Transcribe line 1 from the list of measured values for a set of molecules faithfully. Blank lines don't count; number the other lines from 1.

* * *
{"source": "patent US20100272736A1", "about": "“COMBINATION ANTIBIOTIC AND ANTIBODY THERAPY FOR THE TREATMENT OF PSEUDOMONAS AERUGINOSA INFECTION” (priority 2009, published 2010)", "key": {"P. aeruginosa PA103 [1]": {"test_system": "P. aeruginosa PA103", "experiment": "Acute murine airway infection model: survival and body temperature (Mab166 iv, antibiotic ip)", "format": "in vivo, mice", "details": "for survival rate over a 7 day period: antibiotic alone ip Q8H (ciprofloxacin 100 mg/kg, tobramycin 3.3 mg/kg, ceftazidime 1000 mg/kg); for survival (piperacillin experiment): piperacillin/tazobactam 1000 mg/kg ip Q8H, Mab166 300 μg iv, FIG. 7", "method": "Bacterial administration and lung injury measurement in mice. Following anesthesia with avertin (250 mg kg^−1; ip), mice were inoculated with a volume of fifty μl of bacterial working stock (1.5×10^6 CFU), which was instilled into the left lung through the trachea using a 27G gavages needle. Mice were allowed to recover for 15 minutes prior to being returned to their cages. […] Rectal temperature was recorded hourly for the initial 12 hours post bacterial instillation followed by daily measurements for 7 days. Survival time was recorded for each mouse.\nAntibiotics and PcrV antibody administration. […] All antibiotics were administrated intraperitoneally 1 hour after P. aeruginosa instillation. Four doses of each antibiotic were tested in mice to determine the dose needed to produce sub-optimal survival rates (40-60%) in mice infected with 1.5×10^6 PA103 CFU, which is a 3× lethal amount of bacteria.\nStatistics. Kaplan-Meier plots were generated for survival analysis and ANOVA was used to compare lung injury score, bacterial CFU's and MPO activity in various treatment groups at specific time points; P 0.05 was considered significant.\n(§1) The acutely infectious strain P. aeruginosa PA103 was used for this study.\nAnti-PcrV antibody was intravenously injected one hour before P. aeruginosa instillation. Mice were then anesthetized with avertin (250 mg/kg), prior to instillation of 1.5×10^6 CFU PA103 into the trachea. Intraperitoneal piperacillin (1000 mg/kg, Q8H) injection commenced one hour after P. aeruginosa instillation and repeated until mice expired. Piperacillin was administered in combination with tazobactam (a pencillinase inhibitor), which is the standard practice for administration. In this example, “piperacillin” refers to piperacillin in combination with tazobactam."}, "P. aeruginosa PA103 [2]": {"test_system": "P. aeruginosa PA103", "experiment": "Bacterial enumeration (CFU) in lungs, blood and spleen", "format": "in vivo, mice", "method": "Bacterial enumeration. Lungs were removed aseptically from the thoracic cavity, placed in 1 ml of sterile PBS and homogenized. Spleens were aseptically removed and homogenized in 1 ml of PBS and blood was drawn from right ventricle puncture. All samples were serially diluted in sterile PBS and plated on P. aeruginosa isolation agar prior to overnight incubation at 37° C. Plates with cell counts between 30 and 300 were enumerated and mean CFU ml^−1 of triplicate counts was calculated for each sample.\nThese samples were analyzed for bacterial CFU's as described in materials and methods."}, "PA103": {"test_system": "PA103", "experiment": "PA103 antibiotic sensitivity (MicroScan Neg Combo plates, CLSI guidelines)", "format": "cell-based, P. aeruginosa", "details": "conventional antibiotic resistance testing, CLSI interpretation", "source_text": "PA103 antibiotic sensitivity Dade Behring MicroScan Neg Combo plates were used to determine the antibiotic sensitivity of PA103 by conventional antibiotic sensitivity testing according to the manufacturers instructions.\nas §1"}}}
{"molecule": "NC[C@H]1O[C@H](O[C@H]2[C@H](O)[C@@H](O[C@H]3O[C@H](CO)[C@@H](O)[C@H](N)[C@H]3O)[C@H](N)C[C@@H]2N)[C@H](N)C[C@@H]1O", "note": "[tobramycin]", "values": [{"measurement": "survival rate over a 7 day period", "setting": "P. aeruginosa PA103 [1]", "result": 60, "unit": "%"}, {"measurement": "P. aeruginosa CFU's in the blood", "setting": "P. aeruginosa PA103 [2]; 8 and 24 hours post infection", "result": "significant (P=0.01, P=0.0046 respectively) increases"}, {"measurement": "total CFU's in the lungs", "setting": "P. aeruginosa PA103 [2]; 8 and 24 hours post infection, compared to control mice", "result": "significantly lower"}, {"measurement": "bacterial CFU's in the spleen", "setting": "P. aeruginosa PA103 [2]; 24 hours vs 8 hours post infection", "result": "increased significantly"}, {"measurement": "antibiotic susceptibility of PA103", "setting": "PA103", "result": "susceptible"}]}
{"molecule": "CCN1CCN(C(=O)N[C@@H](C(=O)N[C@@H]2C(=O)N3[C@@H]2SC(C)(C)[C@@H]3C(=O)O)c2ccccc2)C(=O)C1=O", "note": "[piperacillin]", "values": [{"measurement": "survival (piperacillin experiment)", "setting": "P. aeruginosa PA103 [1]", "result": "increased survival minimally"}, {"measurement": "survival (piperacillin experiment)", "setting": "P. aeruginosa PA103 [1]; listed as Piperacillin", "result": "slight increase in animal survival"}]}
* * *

{"source": "patent US20100272736A1", "about": "“COMBINATION ANTIBIOTIC AND ANTIBODY THERAPY FOR THE TREATMENT OF PSEUDOMONAS AERUGINOSA INFECTION” (priority 2009, published 2010)", "key": {"P. aeruginosa PA103 [1]": {"test_system": "P. aeruginosa PA103", "experiment": "Acute murine airway infection model: survival and body temperature (Mab166 iv, antibiotic ip)", "format": "in vivo, mice", "details": "for survival rate over a 7 day period: antibiotic alone ip Q8H (ciprofloxacin 100 mg/kg, tobramycin 3.3 mg/kg, ceftazidime 1000 mg/kg); for survival (piperacillin experiment): piperacillin/tazobactam 1000 mg/kg ip Q8H, Mab166 300 μg iv, FIG. 7", "method": "Bacterial administration and lung injury measurement in mice. Following anesthesia with avertin (250 mg kg^−1; ip), mice were inoculated with a volume of fifty μl of bacterial working stock (1.5×10^6 CFU), which was instilled into the left lung through the trachea using a 27G gavages needle. Mice were allowed to recover for 15 minutes prior to being returned to their cages. […] Rectal temperature was recorded hourly for the initial 12 hours post bacterial instillation followed by daily measurements for 7 days. Survival time was recorded for each mouse.\nAntibiotics and PcrV antibody administration. […] All antibiotics were administrated intraperitoneally 1 hour after P. aeruginosa instillation. Four doses of each antibiotic were tested in mice to determine the dose needed to produce sub-optimal survival rates (40-60%) in mice infected with 1.5×10^6 PA103 CFU, which is a 3× lethal amount of bacteria.\nStatistics. Kaplan-Meier plots were generated for survival analysis and ANOVA was used to compare lung injury score, bacterial CFU's and MPO activity in various treatment groups at specific time points; P 0.05 was considered significant.\n(§1) The acutely infectious strain P. aeruginosa PA103 was used for this study.\nAnti-PcrV antibody was intravenously injected one hour before P. aeruginosa instillation. Mice were then anesthetized with avertin (250 mg/kg), prior to instillation of 1.5×10^6 CFU PA103 into the trachea. Intraperitoneal piperacillin (1000 mg/kg, Q8H) injection commenced one hour after P. aeruginosa instillation and repeated until mice expired. Piperacillin was administered in combination with tazobactam (a pencillinase inhibitor), which is the standard practice for administration. In this example, “piperacillin” refers to piperacillin in combination with tazobactam."}, "P. aeruginosa PA103 [2]": {"test_system": "P. aeruginosa PA103", "experiment": "Bacterial enumeration (CFU) in lungs, blood and spleen", "format": "in vivo, mice", "method": "Bacterial enumeration. Lungs were removed aseptically from the thoracic cavity, placed in 1 ml of sterile PBS and homogenized. Spleens were aseptically removed and homogenized in 1 ml of PBS and blood was drawn from right ventricle puncture. All samples were serially diluted in sterile PBS and plated on P. aeruginosa isolation agar prior to overnight incubation at 37° C. Plates with cell counts between 30 and 300 were enumerated and mean CFU ml^−1 of triplicate counts was calculated for each sample.\nThese samples were analyzed for bacterial CFU's as described in materials and methods."}, "PA103": {"test_system": "PA103", "experiment": "PA103 antibiotic sensitivity (MicroScan Neg Combo plates, CLSI guidelines)", "format": "cell-based, P. aeruginosa", "details": "conventional antibiotic resistance testing, CLSI interpretation", "source_text": "PA103 antibiotic sensitivity Dade Behring MicroScan Neg Combo plates were used to determine the antibiotic sensitivity of PA103 by conventional antibiotic sensitivity testing according to the manufacturers instructions.\nas §1"}}}